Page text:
In the last blog we learned about setting alarm thresholds across a localization supply chain, which warns us when a process has failed and a problem must be fixed immediately. But before you get to this point, wouldn’t it be better to identify potential problem areas and work on them before there is a system failure? This is where a data-driven localization strategy can help.
Before we look at setting alert thresholds, it’s important to understand how they differ from alarm thresholds:
- Alarm thresholds are set by hard rules: a contract condition hasn’t been met, or a pre-defined failure rate has been met. Alert thresholds are more subjective. They are defined numbers that suggest there may be problem. Often an alert threshold is set as a percentage below the KPI. It could also be a percentage above the alarm threshold. For example, an alert threshold might be:
- If the result is 15% below the KPI. A number missing the KPI by that much might indicate a problem.
- If a result is only 2% higher than the alarm threshold. This number is getting dangerously close to the alarm level and should be investigated.
- Remember – when an alert threshold is trigged, it indicates that there may be a problem, not that there is a problem. It is not uncommon to investigate an alert threshold only to discover that everything is working perfectly, but there was an anomaly that trigged the alert.
And sometimes alert thresholds are not defined, but instead triggered by the observation of a trend. To illustrate this, let’s look at the on-time delivery chart from the alarm threshold blog.
|Number of localization jobs||35||20||35||36||39|
|Number of words translated||7,500||6,000||7,500||7,700||7,300|
|LSP extension requests||7%||4%||4%||6%||8%|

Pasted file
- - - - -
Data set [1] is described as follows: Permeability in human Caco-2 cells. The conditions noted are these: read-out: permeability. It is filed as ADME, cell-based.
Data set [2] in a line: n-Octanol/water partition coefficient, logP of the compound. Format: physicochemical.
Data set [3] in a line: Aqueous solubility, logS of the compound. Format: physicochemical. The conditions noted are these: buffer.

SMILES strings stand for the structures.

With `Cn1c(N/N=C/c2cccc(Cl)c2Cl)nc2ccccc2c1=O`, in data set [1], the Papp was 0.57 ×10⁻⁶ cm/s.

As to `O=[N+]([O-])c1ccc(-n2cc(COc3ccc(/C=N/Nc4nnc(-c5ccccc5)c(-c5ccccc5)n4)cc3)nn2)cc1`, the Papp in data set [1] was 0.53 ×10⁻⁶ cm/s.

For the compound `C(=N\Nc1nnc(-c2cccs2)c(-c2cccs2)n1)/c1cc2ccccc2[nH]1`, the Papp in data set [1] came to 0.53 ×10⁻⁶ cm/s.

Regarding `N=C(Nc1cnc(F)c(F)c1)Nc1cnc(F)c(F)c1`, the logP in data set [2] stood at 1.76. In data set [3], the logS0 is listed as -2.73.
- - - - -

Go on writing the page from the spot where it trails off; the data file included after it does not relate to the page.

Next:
|Customer urgent job requests||4||2||4||5||6|
Notice the trend in the quality index. Even though the number is consistently above the KPI, each month the index has been getting lower. This trend might trigger an alert threshold as the regular decline could suggest that some process along the content supply chain is causing the quality of translations to drop.
When an alert threshold is triggered, you treat it identically to the way you treat an alarm threshold: you, once again, become a data detective and dig deep into the data of sub-processes to identify what caused the trigger. The biggest difference is, as I mentioned above, there may not actually be a problem.
There may be something going on that is not a process issue, but something unique happening right now that will not continue. In the example above, we might find that the quality index is going down because of an increase in questions going to the customer from translators. But upon further investigation, you might discover some new translators working on the project who are not as familiar with unique requirements of the customer’s content. Once the translator has worked with the brand’s content more, then the number of questions will reduce and the quality will go up over time.
Alert thresholds are among the most valuable benefits of a data-driven localization strategy. Identifying problems, and fixing them before a process failure, can save substantial time, money and resources.
To summarize what we have learned so far:
- Better decisions on your localization process can be made by using data, rather than basing them on perception
- You have access to lots of data through your localization technology tools, internal systems and information from your Localization Service Provider
- Data has to be viewed in context to be useful. That is why you have to track and/or define
- Baseline data
- Key Performance Indicators (KPIs)
- Alarm thresholds
- Alert thresholds
If you’d like to read my final blog, which helps you get started on your data-driven localization process, then please click here.